US sanctions cause wider unrest in Iran

By May 31, 2018

Iran (MNN) – With US sanctions looming, protests have erupted across Iran. And due to a variety of issues, it looks like unrest could grow. As people gather in the streets and call for change, the potential for a large shift is growing. And this could affect the Church, too.

Article18 is an advocacy group for Christians in Iran. In The Universal Declaration of Human Rights, Article 18 refers to the freedom of thought and religious belief, freedoms that don’t exist in Iran today.


(Photo courtesy of Wikipedia)

Mansour Borji of Article18 explains the angry reaction at this latest news saying, “The US withdrawal from the nuclear deal … and reinstating the sanctions is going to cripple [the] Iranian economy. How long will it take for that to be reinstated? We’re not sure yet. But that will have a major impact on the livelihood of people inside the country who are already struggling, dealing with the poverty, unemployment, and a lot of other social issues.”

These social issues within Iran have been simmering for some time. On top of the general economic pressure, there is also the environmental crisis affecting farmers in Iran. Furthermore, the international push to reduce the use of fossil fuels could put Iran’s oil-dependent economy in a precarious position.

“All of those combined are recipes for unrest and instability,” Borji explains.

On top of that, he says the neighboring Arab countries, Israel, and its Western allies are against Iran’s “involvement in the Middle East”. This creates the potential for more international conflict.

As the sanctions take hold in the coming months, the protests and general unrest could grow.

“People find others who have the same sort of concern. It brings people and their voices together. It creates cohesion among the people that are unhappy or do want change. Plus, the deterioration of the situation is going to bring more people, who are maybe enduring or standing by on the sidelines and just observing things, to become more activists.”

The Iranian government has said it will crack down on unrest. However, Borji says if this includes violence, it will draw more people into the protests.

A Church Standing Ready

There is great uncertainty in what the future holds, and this includes the Church, as well. Iran is number 10 on the Open Doors World Watch List, meaning it’s the 10th worst place in the world for a Christian to live due to the oppression and persecution that takes place there.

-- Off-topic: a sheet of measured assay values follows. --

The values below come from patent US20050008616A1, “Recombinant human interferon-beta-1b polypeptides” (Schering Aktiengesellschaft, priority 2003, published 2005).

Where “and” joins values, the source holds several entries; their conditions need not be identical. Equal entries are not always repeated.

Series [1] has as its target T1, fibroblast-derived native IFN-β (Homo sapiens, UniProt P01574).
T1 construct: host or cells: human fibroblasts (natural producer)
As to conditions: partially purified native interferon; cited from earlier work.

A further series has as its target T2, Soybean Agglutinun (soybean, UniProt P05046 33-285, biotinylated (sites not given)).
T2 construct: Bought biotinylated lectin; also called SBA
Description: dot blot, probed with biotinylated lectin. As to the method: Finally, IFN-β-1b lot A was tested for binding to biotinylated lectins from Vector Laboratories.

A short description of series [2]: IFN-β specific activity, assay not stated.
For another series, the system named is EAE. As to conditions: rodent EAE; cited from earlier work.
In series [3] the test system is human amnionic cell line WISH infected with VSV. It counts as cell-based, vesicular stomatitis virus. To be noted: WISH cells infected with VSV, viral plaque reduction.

PixabayThe future of the Church, Borji says, depends on what the outcome of this latest round of unrest is.

“It’s going to be [a] very insecure future depending on what forces play the main role in determining the future of the Church… If the Church is equipped to be also a player, to raise its concerns, to be able to shape the policies that are going to emerge out of these new realities or new future for Iran, then we can have [a] more secure future for the Church, continued growth, and less affected by violence or rapid change in the country.”

The question Borji is asking is, how can the Church be ready?

Currently, Christians mostly meet in underground churches in Iran. As Borji puts it, only a handful of believers attend actual Churches. Because of this, there’s been a trend of isolation among Christians in Iran. Borji hopes that this will not harm the Church’s ability to push for freedom of religion as a unified Body.

He asks, if it becomes possible for believers to meet in official churches, what will the sense of unity be between denominations? What will the Church’s relationship be with the state and culture?

“All those are big questions in whether the Church right now remains isolationists in trying to just be bystanders and watch the happenings, or take this stand that is godly but also engaging with the culture, with the events that are shaping the future of the country.”

Why Does it Matter?

It can be difficult for Christians to feel connected with other Christians around the world whose daily reality is so different from their own. However, Borji encourages Christians to remember this:

“If we believe that we are part of the same Body—and one part of the Body hurts, the rest of the Body will also be hurt. We realize that the Church in Jerusalem, if it was not helped by the Church in diaspora, in Antioch, then probably we wouldn’t be here now. And the Scripture encourages the Church to be considerate towards those who are under pressure, suffering, or in prison, as one with them.”

pixabay IranWith this in mind, he urges you to pay attention to the present status of the Church in Iran, as well as the future.

“It’s definitely important for the worldwide Church to observe the transformation and be a part of it, whether through prayer or action.”

Here’s how you can pray: “Believers can pray for those who are already being persecuted, the ones that are in prison or … who will possibly be imprisoned and face long imprisonments and harsh sentences. That’s one thing. For mature leaders to be able to steer the Church through this period of transition, and godly, God-fearing people and policymakers who will ensure that freedom of religion and belief will be protected in any possible future for Iran.”

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